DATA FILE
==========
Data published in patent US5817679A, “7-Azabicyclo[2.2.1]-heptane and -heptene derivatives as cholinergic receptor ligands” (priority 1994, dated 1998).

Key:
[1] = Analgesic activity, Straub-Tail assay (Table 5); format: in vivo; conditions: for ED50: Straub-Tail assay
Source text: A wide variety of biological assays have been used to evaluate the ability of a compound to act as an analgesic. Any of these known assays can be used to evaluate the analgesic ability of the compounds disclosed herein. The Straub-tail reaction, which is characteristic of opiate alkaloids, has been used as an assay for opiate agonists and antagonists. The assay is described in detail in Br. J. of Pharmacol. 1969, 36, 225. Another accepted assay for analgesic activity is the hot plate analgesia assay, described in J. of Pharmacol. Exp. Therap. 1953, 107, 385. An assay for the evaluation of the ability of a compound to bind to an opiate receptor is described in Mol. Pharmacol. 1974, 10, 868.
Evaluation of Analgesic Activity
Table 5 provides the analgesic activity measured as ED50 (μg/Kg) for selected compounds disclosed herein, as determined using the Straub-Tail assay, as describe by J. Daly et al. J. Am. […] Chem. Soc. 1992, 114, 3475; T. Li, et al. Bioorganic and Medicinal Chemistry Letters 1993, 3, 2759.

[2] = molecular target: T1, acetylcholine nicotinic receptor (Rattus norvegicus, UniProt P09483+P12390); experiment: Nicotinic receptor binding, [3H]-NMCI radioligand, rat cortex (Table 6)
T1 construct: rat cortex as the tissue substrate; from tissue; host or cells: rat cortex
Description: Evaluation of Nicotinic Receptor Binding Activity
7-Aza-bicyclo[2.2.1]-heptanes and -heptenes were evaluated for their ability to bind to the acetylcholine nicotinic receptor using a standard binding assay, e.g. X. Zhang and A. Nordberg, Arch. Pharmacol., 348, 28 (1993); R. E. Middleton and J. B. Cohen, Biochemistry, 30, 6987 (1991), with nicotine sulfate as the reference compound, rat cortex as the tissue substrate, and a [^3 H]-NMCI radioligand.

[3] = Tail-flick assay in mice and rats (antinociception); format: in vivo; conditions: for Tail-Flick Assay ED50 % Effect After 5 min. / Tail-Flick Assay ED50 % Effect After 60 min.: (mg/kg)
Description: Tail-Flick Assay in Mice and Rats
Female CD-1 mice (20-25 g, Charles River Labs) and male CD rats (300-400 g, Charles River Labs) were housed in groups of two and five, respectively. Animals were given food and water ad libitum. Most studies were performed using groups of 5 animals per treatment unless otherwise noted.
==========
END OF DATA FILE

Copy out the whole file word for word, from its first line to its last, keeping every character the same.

Data published in patent US5817679A, “7-Azabicyclo[2.2.1]-heptane and -heptene derivatives as cholinergic receptor ligands” (priority 1994, dated 1998).

Key:
[1] = Analgesic activity, Straub-Tail assay (Table 5); format: in vivo; conditions: for ED50: Straub-Tail assay
Source text: A wide variety of biological assays have been used to evaluate the ability of a compound to act as an analgesic. Any of these known assays can be used to evaluate the analgesic ability of the compounds disclosed herein. The Straub-tail reaction, which is characteristic of opiate alkaloids, has been used as an assay for opiate agonists and antagonists. The assay is described in detail in Br. J. of Pharmacol. 1969, 36, 225. Another accepted assay for analgesic activity is the hot plate analgesia assay, described in J. of Pharmacol. Exp. Therap. 1953, 107, 385. An assay for the evaluation of the ability of a compound to bind to an opiate receptor is described in Mol. Pharmacol. 1974, 10, 868.
Evaluation of Analgesic Activity
Table 5 provides the analgesic activity measured as ED50 (μg/Kg) for selected compounds disclosed herein, as determined using the Straub-Tail assay, as describe by J. Daly et al. J. Am. […] Chem. Soc. 1992, 114, 3475; T. Li, et al. Bioorganic and Medicinal Chemistry Letters 1993, 3, 2759.

[2] = molecular target: T1, acetylcholine nicotinic receptor (Rattus norvegicus, UniProt P09483+P12390); experiment: Nicotinic receptor binding, [3H]-NMCI radioligand, rat cortex (Table 6)
T1 construct: rat cortex as the tissue substrate; from tissue; host or cells: rat cortex
Description: Evaluation of Nicotinic Receptor Binding Activity
7-Aza-bicyclo[2.2.1]-heptanes and -heptenes were evaluated for their ability to bind to the acetylcholine nicotinic receptor using a standard binding assay, e.g. X. Zhang and A. Nordberg, Arch. Pharmacol., 348, 28 (1993); R. E. Middleton and J. B. Cohen, Biochemistry, 30, 6987 (1991), with nicotine sulfate as the reference compound, rat cortex as the tissue substrate, and a [^3 H]-NMCI radioligand.

[3] = Tail-flick assay in mice and rats (antinociception); format: in vivo; conditions: for Tail-Flick Assay ED50 % Effect After 5 min. / Tail-Flick Assay ED50 % Effect After 60 min.: (mg/kg)
Description: Tail-Flick Assay in Mice and Rats
Female CD-1 mice (20-25 g, Charles River Labs) and male CD rats (300-400 g, Charles River Labs) were housed in groups of two and five, respectively. Animals were given food and water ad libitum. Most studies were performed using groups of 5 animals per treatment unless otherwise noted.